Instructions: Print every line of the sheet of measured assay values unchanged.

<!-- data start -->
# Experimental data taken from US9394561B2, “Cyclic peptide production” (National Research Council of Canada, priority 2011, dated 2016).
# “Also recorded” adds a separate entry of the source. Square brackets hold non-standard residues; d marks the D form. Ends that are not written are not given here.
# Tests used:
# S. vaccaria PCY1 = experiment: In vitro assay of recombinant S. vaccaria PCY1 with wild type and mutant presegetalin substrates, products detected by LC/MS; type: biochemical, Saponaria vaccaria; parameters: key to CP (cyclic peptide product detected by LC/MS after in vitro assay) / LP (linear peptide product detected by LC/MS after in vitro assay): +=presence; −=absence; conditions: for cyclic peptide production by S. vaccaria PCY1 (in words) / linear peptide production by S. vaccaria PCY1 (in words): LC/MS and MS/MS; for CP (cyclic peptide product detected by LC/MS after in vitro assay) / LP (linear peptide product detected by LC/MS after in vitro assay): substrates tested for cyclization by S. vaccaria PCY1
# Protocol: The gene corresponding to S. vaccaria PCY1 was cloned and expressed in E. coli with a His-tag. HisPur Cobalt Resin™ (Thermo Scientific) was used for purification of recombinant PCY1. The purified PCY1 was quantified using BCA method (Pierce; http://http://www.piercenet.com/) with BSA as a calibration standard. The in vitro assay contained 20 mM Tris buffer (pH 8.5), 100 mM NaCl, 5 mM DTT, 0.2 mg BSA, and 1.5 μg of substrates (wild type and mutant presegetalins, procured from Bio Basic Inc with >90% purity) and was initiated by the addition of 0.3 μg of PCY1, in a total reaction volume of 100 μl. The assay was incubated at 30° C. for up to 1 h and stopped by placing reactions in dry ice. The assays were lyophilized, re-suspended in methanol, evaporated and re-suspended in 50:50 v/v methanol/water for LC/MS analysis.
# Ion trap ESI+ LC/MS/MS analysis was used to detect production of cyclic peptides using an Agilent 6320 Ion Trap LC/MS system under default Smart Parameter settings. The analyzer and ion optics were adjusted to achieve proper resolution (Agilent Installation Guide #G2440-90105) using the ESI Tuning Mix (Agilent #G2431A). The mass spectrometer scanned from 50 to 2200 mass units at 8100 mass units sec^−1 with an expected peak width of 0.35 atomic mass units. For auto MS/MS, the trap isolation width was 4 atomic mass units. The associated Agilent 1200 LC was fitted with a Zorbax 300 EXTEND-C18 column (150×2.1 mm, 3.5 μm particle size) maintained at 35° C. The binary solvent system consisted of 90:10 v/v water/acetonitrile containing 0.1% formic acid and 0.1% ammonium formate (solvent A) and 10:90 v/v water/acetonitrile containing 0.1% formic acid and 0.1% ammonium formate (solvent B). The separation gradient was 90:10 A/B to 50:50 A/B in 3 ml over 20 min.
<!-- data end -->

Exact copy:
# Experimental data taken from US9394561B2, “Cyclic peptide production” (National Research Council of Canada, priority 2011, dated 2016).
# “Also recorded” adds a separate entry of the source. Square brackets hold non-standard residues; d marks the D form. Ends that are not written are not given here.
# Tests used:
# S. vaccaria PCY1 = experiment: In vitro assay of recombinant S. vaccaria PCY1 with wild type and mutant presegetalin substrates, products detected by LC/MS; type: biochemical, Saponaria vaccaria; parameters: key to CP (cyclic peptide product detected by LC/MS after in vitro assay) / LP (linear peptide product detected by LC/MS after in vitro assay): +=presence; −=absence; conditions: for cyclic peptide production by S. vaccaria PCY1 (in words) / linear peptide production by S. vaccaria PCY1 (in words): LC/MS and MS/MS; for CP (cyclic peptide product detected by LC/MS after in vitro assay) / LP (linear peptide product detected by LC/MS after in vitro assay): substrates tested for cyclization by S. vaccaria PCY1
# Protocol: The gene corresponding to S. vaccaria PCY1 was cloned and expressed in E. coli with a His-tag. HisPur Cobalt Resin™ (Thermo Scientific) was used for purification of recombinant PCY1. The purified PCY1 was quantified using BCA method (Pierce; http://http://www.piercenet.com/) with BSA as a calibration standard. The in vitro assay contained 20 mM Tris buffer (pH 8.5), 100 mM NaCl, 5 mM DTT, 0.2 mg BSA, and 1.5 μg of substrates (wild type and mutant presegetalins, procured from Bio Basic Inc with >90% purity) and was initiated by the addition of 0.3 μg of PCY1, in a total reaction volume of 100 μl. The assay was incubated at 30° C. for up to 1 h and stopped by placing reactions in dry ice. The assays were lyophilized, re-suspended in methanol, evaporated and re-suspended in 50:50 v/v methanol/water for LC/MS analysis.
# Ion trap ESI+ LC/MS/MS analysis was used to detect production of cyclic peptides using an Agilent 6320 Ion Trap LC/MS system under default Smart Parameter settings. The analyzer and ion optics were adjusted to achieve proper resolution (Agilent Installation Guide #G2440-90105) using the ESI Tuning Mix (Agilent #G2431A). The mass spectrometer scanned from 50 to 2200 mass units at 8100 mass units sec^−1 with an expected peak width of 0.35 atomic mass units. For auto MS/MS, the trap isolation width was 4 atomic mass units. The associated Agilent 1200 LC was fitted with a Zorbax 300 EXTEND-C18 column (150×2.1 mm, 3.5 μm particle size) maintained at 35° C. The binary solvent system consisted of 90:10 v/v water/acetonitrile containing 0.1% formic acid and 0.1% ammonium formate (solvent A) and 10:90 v/v water/acetonitrile containing 0.1% formic acid and 0.1% ammonium formate (solvent B). The separation gradient was 90:10 A/B to 50:50 A/B in 3 ml over 20 min.